The melodies of the verses of both songs have similarities in their shape structure. Both “El Pueblo Unido” and “All Along the Watchtower” are characterized by descending melodic phrases and utilize short (2-3 notes) ascending phrases. While these shape patterns are not universal, they are a general trend in the music. Some examples of the descending melodic shape in “All Along the Watchtower” are Hendrix’s lines “Bus-‘ness-men they…” and “None will le-vel…” (See example 1). Similarly, in “El Pueblo Unido” this descending melodic shape is seen in the lyrics “Va-mos a triun-far” (See example 2).
The short ascending melodic lines however differ in their roles between the two pieces. In “El Pueblo Unido” the short ascending melodic lines set for up the descending ones. This is seen in the lyrics “De pie Can-tar” which rises before the fall of the previously mentioned “Va-mos a triun-far” (See example 3). The short ascending phrases in Hendrix’s “All along the Watchtower” serve a different function however. They contrast with the descending ones from the previous measure to set up for a cadence (“He-y”) that effectively concludes each verse of the song. The best example of this is the line, “No-body-of it is worth” (See example 4).
Both songs can be described primarily as conjunct, especially when the melodic shape is descending. This is to say, the intervals between consecutive tones are relatively small. Examples 1 and 2 demonstrate this pattern. The ascending pieces in “El Pueblo Unido” contrast with the general pattern of conjunct melodic lines however. The interval between the first two syllables of the first verse (“De pie”) is a major fourth (See example 3). This can be considered disjunct melodic motion since the interval is larger than a second. It is felt that this was an intentional decision made by the composer in order to further contrast with the following conjunct motion.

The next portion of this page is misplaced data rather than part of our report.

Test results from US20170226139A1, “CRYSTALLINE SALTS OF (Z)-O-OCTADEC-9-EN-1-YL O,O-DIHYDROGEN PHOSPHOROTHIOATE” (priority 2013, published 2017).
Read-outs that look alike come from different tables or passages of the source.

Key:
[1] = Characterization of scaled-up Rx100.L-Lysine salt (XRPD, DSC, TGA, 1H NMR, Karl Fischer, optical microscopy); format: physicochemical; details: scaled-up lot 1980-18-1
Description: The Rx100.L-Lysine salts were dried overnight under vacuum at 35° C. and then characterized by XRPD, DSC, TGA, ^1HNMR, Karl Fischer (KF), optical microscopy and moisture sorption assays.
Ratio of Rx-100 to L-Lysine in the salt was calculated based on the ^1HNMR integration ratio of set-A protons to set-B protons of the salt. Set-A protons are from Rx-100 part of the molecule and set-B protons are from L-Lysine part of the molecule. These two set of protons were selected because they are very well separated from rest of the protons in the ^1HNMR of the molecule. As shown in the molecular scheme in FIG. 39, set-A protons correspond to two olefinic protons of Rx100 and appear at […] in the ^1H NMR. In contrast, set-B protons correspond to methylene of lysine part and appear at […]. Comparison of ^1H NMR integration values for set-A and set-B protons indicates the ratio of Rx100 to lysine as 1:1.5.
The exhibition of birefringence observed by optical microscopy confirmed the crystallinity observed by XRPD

It is noted that there is also slight use of disjunct melodic motion in “All Along the Watchtower”. It too serves a function similar to the ascending melodic shape in the verses of that song; to contrast with previous sections of the melodic phrase in order to establish a cadence. The resulting cadence may end the melodic phrase such as in the lines “Out of here”, or the verse as a whole as in “He-y” (See example 5). This two note disjunct motion is also seen in the parts “dig my” and “drink my”, manifesting itself as the same interval distance.
“El Pueblo Unido” and “All Along the Watchtower”, in addition to having similarities in melodic shape and interval distance, also use well defined melodic climaxes within their respective verses. The location of these climaxes however differs between the songs. In the first verse of “All Along the Watchtower”, “None will le-vel…” serves as the climax just three measures before the end of the verse. Hendrix takes certain liberties with where he places the climax in the subsequent verses but it always falls near the beginning or end of the verse. In “El Pueblo Unido” however, the melody is more consistently placed and always falls three measures from the end of the verse similar to the first verse of “All Along the Watchtower”. The climax within the melody in “All Along the Watchtower” however is does not necessarily fall on the peak of the range. This is in contrast to “El Pueblo Unido” in which the climax is both the peak intensity and range within the melody.
A significant point of contrast is the range of the melodies of both songs. “All Along the Watchtower” has a quite narrow range during the verses and only reaches a height of four whole steps. In contrast, “El Pueblo Unido” has a medium range of about ten whole steps. This is due to long, conjunct melodic runs such as “Tu canto y tu ban-de-ra flo-re-cer”. Outside of the verses however, “All Along the Watchtower” has a somewhat wider range, driven by several guitar solos.